I woke up early feeling fabulous. The camp director was right and I was glad as all the queasiness had gone and I was ready (being ready would be an understatement; I was all pumped up; I was as excited as a chocoholic in a Hershey factory). So after a quick shower, a mug of hot tea(which took me 20 minutes to finish) and a hearty breakfast, we all lined up with our newly packed rucksacks(we only had to carry stuff which was basic). I am going to list down the things which one should carry to the higher camp.

The rucksack should contain:

A poncho (an absolute necessity if you don’t want to get drenched, get hypothermia and die)

A really good fur jacket (preferably water-proof)

A warm sweater (jacket won’t be enough)

A pair of thermals (yes! It is necessary)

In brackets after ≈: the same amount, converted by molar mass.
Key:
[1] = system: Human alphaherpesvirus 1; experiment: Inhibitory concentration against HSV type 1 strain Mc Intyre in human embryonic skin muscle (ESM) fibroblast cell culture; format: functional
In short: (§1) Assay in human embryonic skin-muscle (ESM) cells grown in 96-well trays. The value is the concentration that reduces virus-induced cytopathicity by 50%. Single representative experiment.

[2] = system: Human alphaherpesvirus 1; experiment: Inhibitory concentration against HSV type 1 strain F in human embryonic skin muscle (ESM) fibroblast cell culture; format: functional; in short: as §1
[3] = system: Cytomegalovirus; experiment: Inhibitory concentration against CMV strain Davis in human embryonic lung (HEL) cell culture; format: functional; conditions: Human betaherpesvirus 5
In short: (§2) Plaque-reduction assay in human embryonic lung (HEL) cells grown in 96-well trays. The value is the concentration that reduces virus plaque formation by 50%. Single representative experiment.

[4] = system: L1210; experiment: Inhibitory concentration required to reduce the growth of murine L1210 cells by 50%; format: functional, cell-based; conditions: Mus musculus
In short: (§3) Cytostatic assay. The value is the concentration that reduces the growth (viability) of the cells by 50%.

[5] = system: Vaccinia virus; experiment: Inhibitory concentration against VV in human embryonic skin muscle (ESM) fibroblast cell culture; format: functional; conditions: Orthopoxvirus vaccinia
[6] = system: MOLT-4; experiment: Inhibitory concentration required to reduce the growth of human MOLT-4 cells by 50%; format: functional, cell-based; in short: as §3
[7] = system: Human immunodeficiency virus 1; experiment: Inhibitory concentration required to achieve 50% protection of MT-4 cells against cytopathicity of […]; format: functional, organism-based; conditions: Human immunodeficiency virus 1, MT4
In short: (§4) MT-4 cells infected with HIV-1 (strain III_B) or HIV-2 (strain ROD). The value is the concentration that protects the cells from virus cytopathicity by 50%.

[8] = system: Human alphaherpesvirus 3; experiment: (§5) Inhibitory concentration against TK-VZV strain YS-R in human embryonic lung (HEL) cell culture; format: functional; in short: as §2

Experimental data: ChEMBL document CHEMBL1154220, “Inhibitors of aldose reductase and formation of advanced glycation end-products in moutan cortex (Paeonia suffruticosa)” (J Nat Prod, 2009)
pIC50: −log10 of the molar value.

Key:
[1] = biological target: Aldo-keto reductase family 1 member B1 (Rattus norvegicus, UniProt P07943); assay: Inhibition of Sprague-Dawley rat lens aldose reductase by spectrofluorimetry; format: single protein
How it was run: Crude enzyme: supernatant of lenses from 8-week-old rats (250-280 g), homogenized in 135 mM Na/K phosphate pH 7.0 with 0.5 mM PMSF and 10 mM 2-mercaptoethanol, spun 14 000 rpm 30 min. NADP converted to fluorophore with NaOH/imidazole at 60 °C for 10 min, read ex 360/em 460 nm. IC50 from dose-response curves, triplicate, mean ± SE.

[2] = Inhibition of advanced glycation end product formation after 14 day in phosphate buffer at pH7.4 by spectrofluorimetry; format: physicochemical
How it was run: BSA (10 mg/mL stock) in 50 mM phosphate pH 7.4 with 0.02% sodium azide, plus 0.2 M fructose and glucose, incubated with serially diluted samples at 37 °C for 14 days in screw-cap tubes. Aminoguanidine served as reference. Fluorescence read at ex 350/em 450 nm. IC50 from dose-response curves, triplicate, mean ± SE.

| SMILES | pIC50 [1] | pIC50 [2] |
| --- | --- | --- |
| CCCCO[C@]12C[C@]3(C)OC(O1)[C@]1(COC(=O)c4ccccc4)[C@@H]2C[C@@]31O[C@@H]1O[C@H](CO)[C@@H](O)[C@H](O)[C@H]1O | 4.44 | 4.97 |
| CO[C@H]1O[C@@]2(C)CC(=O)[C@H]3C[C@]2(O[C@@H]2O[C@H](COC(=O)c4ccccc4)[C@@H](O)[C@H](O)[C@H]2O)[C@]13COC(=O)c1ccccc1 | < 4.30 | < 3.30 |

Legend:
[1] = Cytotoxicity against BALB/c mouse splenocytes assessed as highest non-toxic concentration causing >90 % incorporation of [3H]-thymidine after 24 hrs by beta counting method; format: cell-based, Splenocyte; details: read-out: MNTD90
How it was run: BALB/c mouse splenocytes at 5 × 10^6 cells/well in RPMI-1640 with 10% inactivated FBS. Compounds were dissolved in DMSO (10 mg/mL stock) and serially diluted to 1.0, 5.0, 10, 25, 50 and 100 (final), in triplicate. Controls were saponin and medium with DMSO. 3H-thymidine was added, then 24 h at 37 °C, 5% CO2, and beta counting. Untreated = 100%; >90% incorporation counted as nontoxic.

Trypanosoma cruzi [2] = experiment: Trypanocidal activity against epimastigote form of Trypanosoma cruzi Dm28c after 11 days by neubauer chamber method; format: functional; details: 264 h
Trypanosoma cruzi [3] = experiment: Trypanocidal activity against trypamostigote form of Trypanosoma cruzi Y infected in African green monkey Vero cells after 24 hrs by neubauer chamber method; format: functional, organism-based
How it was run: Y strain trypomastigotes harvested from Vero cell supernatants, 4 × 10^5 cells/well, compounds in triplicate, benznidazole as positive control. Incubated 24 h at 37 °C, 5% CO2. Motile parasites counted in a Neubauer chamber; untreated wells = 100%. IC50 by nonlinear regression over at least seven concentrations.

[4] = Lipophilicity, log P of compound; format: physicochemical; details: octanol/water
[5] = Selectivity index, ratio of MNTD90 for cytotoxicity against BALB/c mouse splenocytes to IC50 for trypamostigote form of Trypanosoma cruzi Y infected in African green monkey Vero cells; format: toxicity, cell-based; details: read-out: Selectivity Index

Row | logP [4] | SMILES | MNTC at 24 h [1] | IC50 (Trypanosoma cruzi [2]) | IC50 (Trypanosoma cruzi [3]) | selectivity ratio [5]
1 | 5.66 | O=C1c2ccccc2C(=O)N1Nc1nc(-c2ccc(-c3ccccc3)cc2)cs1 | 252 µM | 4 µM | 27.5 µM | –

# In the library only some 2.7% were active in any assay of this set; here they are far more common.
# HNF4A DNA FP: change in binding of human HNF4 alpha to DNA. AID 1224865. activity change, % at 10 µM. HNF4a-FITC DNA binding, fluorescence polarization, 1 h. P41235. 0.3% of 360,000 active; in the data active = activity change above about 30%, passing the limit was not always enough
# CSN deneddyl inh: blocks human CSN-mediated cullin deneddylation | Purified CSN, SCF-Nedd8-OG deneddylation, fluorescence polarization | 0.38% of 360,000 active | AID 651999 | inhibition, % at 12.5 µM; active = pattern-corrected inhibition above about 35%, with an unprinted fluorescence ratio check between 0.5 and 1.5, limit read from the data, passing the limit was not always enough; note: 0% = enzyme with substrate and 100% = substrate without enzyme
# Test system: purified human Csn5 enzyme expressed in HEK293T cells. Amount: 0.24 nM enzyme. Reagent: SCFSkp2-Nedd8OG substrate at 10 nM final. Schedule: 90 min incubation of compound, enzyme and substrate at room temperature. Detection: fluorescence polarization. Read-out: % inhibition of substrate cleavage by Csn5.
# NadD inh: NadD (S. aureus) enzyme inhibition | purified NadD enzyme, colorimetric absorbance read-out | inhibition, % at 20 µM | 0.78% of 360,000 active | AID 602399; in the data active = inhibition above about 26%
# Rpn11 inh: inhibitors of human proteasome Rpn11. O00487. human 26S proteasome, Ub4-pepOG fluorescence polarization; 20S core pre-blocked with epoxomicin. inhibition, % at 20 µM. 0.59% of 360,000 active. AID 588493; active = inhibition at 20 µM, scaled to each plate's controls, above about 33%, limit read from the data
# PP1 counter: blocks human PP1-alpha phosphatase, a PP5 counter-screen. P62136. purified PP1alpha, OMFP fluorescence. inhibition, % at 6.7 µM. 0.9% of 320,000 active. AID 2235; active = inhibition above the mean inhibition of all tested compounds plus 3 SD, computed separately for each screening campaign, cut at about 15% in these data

A pair of hand gloves (preferably water-proof)

Few pairs of socks (1 super warm pair)

1full sleeve t-shirt

1track pant (don’t pack jeans- they are heavy and don’t dry easily not to mention uncomfortable)

Undergarments (the number depends on you)

A woollen skull cap

A tiffin box (with spoon)

A water bottle (preferably a light weight)

A tooth brush

A tooth paste (can share one among friends)

Paper soap

A hand sanitizer

Cold cream

Sunscreen lotion

Vaseline

A torch/flashlight

Medicines (though YHAI has a good enough reserve; it is just wise to carry them with you because what if you fall sick while trekking?)

Few cubes of camphor (it helps if you have got breathing issues as it energizes the heart, stabilises the breathing pattern as well as blood circulation)(how to use it: just roll it in a handkerchief or cotton and smell it when you are having breathing issues)

Trekking shoes (you will be wearing them though)